in change,
  134. and people would ask
    for the trains to be slowed down.
  135. (Laughter)
  136. Why were we not given the chance
  137. to solve that problem psychologically?
  138. I think it's because there's an imbalance,
    an asymmetry,
  139. in the way we treat creative,
    emotionally-driven psychological ideas
  140. versus the way we treat rational,
    numerical, spreadsheet-driven ideas.
  141. If you're a creative person,
    I think quite rightly,
  142. you have to share
    all your ideas for approval
  143. with people much more rational than you.
  144. You have to go in and you have to have
    a cost-benefit analysis,
  145. a feasibility study,
    an ROI study and so forth.
  146. And I think that's probably right.
  147. But this does not apply
    the other way around.
  148. People who have an existing framework,
  149. an economic framework,
    an engineering framework,
  150. feel that actually logic
    is its own answer.
  151. What they don't say is,
    "Well the numbers all seem to add up,
  152. but before I present this idea,
  153. I'll go and show it
    to some really crazy people
  154. to see if they can come up
    with something better."
  155. And so we, artificially I think,
  156. what I'd call mechanistic ideas
    over psychological ideas.
  157. An example of a great psychological idea:
  158. The single best improvement
    in passenger satisfaction
  159. on the London Underground per pound spent
  160. came when they didn't add any extra trains
    nor change the frequency of the trains,
  161. they put dot matrix display boards
    on the platforms.
  162. Because the nature of a wait
  163. is not just dependent on its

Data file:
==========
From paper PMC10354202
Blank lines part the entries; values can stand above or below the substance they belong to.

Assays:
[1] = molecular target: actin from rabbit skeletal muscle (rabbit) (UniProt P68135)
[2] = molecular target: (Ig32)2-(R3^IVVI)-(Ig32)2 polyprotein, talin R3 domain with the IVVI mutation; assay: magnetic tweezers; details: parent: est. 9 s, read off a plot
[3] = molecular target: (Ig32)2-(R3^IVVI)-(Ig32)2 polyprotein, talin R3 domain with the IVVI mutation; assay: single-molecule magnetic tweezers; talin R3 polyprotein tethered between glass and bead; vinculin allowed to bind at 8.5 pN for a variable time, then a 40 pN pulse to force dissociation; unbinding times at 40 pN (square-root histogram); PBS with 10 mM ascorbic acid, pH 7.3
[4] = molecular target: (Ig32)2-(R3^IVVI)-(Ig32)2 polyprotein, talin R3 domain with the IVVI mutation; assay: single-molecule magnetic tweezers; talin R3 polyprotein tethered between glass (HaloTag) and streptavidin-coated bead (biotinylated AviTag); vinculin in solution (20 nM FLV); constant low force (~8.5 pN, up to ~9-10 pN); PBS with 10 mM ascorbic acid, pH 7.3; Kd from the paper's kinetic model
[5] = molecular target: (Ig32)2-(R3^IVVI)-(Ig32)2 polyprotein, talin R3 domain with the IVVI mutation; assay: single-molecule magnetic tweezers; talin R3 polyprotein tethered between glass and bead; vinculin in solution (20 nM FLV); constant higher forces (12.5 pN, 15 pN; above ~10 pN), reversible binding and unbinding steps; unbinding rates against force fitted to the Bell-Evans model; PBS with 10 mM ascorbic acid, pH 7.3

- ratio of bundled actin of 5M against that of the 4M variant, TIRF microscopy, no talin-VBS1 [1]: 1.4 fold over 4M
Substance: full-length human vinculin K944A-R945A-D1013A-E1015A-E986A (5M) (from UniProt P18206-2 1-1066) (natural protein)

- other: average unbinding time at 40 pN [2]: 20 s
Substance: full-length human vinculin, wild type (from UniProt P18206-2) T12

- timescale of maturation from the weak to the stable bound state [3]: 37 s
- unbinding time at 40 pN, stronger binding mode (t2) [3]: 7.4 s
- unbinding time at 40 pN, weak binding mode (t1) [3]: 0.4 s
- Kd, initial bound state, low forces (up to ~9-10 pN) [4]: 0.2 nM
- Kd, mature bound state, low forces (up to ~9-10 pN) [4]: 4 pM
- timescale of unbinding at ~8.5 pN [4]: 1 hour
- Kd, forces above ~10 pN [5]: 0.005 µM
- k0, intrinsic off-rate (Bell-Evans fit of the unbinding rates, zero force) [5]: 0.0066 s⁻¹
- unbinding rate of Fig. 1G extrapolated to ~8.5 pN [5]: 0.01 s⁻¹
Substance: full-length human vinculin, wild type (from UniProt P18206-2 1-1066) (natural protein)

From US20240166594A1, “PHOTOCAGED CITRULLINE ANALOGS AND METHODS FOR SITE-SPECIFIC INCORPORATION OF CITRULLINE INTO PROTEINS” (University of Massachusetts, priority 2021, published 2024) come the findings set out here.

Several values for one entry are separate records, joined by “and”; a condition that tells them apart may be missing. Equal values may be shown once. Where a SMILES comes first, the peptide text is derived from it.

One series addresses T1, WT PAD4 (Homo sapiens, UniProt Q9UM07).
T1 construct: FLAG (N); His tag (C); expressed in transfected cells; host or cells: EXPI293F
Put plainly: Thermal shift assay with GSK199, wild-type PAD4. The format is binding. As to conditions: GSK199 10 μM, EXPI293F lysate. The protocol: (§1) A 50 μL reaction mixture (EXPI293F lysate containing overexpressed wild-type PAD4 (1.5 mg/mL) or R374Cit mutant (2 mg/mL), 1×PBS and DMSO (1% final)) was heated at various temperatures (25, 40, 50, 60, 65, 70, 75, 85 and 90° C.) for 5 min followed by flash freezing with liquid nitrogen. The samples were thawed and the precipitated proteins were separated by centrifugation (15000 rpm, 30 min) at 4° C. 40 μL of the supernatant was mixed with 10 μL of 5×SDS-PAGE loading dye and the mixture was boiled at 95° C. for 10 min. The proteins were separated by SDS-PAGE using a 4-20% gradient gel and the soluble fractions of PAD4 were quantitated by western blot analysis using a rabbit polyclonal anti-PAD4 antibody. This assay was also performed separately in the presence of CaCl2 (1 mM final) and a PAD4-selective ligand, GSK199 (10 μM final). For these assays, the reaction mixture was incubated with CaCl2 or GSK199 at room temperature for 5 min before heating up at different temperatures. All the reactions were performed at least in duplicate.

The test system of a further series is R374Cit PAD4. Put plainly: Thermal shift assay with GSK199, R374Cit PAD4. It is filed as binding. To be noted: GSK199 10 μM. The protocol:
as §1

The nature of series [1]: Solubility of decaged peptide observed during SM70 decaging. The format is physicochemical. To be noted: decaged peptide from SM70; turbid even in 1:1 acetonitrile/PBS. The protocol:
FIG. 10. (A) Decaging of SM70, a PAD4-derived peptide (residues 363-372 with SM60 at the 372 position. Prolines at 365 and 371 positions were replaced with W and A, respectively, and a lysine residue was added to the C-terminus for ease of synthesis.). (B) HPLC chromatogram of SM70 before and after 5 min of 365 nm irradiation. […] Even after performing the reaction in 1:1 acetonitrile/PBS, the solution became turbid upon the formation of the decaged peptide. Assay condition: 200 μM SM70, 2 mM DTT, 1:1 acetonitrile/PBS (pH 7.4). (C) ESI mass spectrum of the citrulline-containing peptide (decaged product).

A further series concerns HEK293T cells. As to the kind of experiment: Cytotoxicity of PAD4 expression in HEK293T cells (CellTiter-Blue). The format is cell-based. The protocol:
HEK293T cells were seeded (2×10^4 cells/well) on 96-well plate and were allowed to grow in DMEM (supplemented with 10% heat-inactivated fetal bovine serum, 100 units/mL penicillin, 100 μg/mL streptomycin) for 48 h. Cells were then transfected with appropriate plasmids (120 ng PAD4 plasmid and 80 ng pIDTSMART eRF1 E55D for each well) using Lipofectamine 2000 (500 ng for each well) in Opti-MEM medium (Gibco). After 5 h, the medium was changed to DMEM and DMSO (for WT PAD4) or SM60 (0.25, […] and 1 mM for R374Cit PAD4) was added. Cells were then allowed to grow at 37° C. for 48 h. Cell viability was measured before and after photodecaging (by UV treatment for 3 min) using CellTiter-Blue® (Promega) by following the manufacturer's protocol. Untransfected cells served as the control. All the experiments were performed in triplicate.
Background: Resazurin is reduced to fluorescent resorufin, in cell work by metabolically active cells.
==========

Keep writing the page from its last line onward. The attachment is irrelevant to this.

numerical quality, its duration,
  164. but on the level of uncertainty
    you experience during that wait.
  165. Waiting seven minutes for a train
    with a countdown clock
  166. is less frustrating and irritating
  167. than waiting four minutes, knuckle-biting
  168. going, "When's this train
    going to damn well arrive?"
  169. Here's a beautiful example
    of a psychological solution
  170. deployed in Korea.
  171. Red traffic lights have a countdown delay.
  172. It's proven to reduce the accident rate
    in experiments.
  173. Why? Because road rage,
    impatience and general irritation
  174. are massively reduced
    when you can actually see
  175. the time you have to wait.
  176. In China, not really understanding
    the principle behind this,
  177. they applied the same principle
    to green traffic lights.
  178. (Laughter)
  179. Which isn't a great idea.
  180. You're 200 yards away,
  181. you realize you've got five seconds to go,
    you floor it.
  182. (Laughter)
  183. The Koreans, very assiduously,
    did test both.
  184. The accident rate goes down
    when you apply this to red traffic lights;
  185. it goes up when you apply it
    to green traffic lights.
  186. This is all I'm asking for really
    in human decision making,
  187. is the consideration
    of these three things.
  188. I'm not asking for the complete
    primacy of one over the other.
  189. I'm merely saying
    that when you solve problems,
  190. you should look
    at all three of these equally
  191. and you should seek as far as possible
  192. to find solutions which sit
    in the sweet spot in the middle.
  193. If you actually look at a great business,
  194. you'll nearly always see all of these
    three things coming into play.
  195. Really, really successful businesses -
  196. Google is a great,
    great technological success,
  197. but it's also based
    on a very good psychological insight:
  198. People believe something
    that only does one thing
  199. is better at that thing than something